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Dad learns Twitter and has some nasty surprises

January 20, 2013

I was still curled up in bed on Saturday morning as I listened to Dad’s worried voicemail message.

‘Rachael, can you please phone me as soon as you get this,’ he said, sounding out of breath. ‘I got a direct message on Twitter saying they’ve heard someone else is spreading nasty blogs about me all over the internet. I’m calling my lawyers on Monday!’

I phoned him back.

‘It’s spam, Dad: spam,’ I said.

I realised I better clarify. ‘Not spam, as in ham, but as in someone has hacked into this guy’s account.’

‘Are you sure?!’


‘Oh, thank god, you’ve put my mind at ease,’ he said. He paused for a second. I could hear him clicking, tapping, considering.

‘And what about this True Twit? Someone else asked me to respond to his True Twit.’

”They just want to see you’re not spam,’ I reassured him.

‘I hate Twitter with vengeance,’ he said.

‘It’s “a vengeance”, Dad–‘

‘I hate it with vengeance, and I hate talking to everyone but no one and everyone has the attention span of an ant!” he ranted. ‘Everyone asking each other for True Twit and spreading nasty blogs all over the–‘

‘Is everything else going ok?’ I interrupted him. ‘You been tweeting much this week?’

I could almost hear him puffing out his feathers, like a peacock.

‘I’ve got 46 followers,’ he said proudly.

‘Great,’ I replied, worrying that that was almost as many as me. I needed to tweet more.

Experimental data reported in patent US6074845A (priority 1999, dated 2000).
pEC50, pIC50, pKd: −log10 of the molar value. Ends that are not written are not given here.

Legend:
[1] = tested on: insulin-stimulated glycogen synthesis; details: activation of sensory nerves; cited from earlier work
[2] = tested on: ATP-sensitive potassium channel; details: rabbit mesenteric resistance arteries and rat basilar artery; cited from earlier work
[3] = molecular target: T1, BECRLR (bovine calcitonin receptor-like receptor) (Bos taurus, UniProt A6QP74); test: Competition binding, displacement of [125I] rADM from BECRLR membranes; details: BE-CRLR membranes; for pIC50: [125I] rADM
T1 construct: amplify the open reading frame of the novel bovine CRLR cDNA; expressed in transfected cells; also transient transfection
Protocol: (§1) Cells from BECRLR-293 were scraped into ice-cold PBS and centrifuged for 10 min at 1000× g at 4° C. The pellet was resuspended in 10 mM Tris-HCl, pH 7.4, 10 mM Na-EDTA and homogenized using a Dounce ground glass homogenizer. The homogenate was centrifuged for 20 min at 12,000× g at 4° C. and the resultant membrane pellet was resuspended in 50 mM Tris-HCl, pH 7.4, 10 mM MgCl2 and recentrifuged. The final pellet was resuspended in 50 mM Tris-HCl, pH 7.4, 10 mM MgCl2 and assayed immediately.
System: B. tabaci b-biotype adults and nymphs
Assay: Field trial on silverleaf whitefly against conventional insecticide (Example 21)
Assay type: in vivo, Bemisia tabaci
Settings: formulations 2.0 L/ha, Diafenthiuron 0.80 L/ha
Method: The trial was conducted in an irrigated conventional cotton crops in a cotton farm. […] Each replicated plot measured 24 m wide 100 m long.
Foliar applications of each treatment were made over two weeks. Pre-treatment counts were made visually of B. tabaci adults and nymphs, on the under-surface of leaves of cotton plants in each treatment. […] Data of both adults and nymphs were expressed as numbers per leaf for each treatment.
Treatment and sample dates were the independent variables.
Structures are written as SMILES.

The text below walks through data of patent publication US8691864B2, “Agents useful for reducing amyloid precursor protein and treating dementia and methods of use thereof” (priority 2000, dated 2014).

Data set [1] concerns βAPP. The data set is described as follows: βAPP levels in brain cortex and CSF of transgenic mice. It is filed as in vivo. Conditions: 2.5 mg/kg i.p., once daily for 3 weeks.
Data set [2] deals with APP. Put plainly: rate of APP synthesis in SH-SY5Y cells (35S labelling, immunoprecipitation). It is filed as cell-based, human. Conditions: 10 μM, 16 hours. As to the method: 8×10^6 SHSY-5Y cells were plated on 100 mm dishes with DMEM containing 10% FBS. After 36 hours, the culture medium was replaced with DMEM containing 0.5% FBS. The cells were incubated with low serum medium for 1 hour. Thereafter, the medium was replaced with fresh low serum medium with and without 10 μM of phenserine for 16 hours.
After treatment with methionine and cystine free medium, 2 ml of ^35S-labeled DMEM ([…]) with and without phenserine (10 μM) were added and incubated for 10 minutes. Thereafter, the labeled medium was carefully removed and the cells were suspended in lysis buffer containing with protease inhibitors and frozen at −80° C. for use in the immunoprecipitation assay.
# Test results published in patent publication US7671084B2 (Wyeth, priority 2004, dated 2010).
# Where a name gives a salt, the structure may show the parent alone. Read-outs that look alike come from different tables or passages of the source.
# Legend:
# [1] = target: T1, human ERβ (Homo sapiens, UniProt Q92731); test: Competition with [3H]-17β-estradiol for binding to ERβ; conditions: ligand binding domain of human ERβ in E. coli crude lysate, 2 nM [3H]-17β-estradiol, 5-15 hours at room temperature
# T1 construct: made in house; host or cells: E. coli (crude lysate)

‘A couple prostitutes though,’ he said, as an afterthought.

‘That’s spam too,’ I said. ‘Just delete them.’

‘Well, I’ve removed one,’ he said.

‘Why not the other one?’

‘I’m not definitely sure she’s a prostitute,’ he said.


‘She’s being very flirty on the internet,’ he replied. ‘But she also has pictures of horses and things.’

‘That’s ridiculous! You can’t presume someone’s a prostitute just because she’s flirty!”

‘She talks about LEATHER, and PLASTIC, online, Rachael!’ he shouted. ‘You don’t talk about that shit online!’

I hoped dad wasn’t talking about leather, or plastic, or horses, anywhere else either.

‘You know a nice thing you could do, Dad,’ I told him. ”When someone follows you, simply reply to them and say: “thanks for the follow”. It kind of breaks the ice.’

‘Ok, fine,’ he huffed. ‘I’m just doing this because you said it was important.’

I had added Dad on Twitter about two weeks ago. When I next checked my emails, I saw he had finally responded.

‘Thank you for following me.’

Rather somber, and not flirty at all.


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